The local radio transceivers such as 506, 507, 508, and 509 are each coupled to one of the two interoperability radio controllers, 510, 511 as illustrated in the exemplary arrangement shown on FIG. 5. The radio interoperability systems 510 and 511 can also be configured as mobile controllers, meaning that either or both of the controllers could be configured to be a mobile device, such as might be employed in a disaster recovery or emergency response vehicle. Each interoperability radio controller provides cross-community communication utilizing mutual-aid channels in the selected frequency bands served by the radio transceiver groups. One skilled in the art will recognize that each radio community (e.g., 516, 518, 520, 522) has a mutual assistance channel, which is a particular channel frequency that has been reserved as a matter of protocol for certain communications. As will be explained in further detail below, in the preferred embodiments of the present invention, each of transceivers 506, 507, 508, and 509 monitors for communications on the mutual assistance channel and, when received, communicates those communications to a another (one or more) radio community (using the other radio community's frequency, modulation, coding protocols), as dictated by the dispatcher facility 505. To provide wide geographical area coverage, antennas for the local radio transceivers, 506, 507, 508, 509 are generally located at elevated positions on towers, 512 and 513. Government operators in a user community typically use mobile radio transceivers, 514, that may be mounted in a vehicle such as a fire truck or an ambulance, or portable radio transceivers, 515, that can be hand carried, any of which can be dispersed over a wide geographical area.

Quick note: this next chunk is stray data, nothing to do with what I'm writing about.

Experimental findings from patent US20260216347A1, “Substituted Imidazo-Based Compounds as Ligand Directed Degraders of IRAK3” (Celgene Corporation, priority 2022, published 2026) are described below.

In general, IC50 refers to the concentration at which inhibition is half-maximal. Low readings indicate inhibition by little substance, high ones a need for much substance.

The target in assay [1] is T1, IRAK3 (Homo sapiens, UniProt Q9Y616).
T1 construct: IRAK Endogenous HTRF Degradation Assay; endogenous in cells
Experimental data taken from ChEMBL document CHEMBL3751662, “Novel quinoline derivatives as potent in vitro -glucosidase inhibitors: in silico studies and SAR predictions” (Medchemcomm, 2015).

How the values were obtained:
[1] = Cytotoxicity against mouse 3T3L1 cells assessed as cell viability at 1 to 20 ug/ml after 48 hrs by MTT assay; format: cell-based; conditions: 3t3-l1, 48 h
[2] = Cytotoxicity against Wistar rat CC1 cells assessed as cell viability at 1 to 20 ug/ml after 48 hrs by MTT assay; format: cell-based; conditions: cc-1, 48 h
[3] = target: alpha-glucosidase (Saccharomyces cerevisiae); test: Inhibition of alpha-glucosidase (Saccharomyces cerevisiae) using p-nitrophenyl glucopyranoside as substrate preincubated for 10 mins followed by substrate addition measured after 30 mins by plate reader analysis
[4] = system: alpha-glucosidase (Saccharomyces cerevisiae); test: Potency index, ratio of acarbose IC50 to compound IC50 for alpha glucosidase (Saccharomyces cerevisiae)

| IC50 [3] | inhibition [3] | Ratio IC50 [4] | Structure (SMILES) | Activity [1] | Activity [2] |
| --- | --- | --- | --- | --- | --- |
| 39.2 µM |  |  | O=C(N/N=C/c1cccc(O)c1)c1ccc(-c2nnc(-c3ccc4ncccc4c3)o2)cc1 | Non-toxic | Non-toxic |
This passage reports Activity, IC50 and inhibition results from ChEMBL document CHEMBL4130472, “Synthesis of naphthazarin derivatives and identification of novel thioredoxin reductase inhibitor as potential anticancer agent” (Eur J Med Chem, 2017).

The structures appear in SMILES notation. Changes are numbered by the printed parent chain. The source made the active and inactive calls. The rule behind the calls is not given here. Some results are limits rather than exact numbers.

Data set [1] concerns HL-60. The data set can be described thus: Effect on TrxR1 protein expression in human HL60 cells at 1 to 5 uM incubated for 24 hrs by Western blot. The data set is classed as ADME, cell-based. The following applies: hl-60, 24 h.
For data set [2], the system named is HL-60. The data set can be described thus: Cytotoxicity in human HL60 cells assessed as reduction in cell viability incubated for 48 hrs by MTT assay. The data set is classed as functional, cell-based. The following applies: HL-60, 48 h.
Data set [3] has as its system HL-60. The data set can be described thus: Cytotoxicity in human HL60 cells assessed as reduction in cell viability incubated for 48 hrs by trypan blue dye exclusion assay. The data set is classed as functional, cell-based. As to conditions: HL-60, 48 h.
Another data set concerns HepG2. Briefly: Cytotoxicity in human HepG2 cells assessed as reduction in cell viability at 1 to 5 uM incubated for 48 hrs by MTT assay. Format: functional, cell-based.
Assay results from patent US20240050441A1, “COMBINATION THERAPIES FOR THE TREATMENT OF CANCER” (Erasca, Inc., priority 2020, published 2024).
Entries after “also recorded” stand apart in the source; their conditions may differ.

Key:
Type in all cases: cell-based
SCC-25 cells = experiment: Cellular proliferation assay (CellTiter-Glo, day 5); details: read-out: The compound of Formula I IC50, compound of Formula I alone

The dispatching facility, 505, that need not be located at either tower, controls communication among the individual local radio transceivers as described hereinbelow. Remote location of the dispatching facility is enabled, for example, by the four-wire telephony channels, 503 and 504 or by radio links. The dispatching facility can also be configured as a mobile facility employing a radio link. The dispatching facility can bridge traffic from one radio interoperability system, e.g., 501 to the other, e.g., 502, for example by using patch cords (not shown), thereby enabling a wide level of interservice communication for an event that may span multiple geographical and administrative areas.
Referring next to FIG. 6, illustrated is an exemplary block diagram of an interoperability radio controller 600. Interoperability radio controller 600 corresponds to either of 510 or 511 in FIG. 5, for instance. Interoperability radio controller 600 includes three local radio ports 601, 602, and 603 that are configured to communicate and interface with three local radio transceivers (such as local radio transceivers 506, 507, and 508 of FIG. 5) to provide interoperability. Although FIG. 6 illustrates three local radio ports, a larger or smaller number is well within the broad scope of the present invention. The three local radio transceivers each provide communication over a mutual-aid channel with a selected government radio service. Such separate government services normally communicate within a community over radio arrangements procured commercially from different vendors that are generally not interoperable because they operate on different frequencies or employ different modulation or coding schemes as described above. A plurality of radio transceivers operating even on only one frequency band may thus not be interoperable with transceivers in a different government service. The interoperability radio controller 600 provides means for interoperable communications among these services.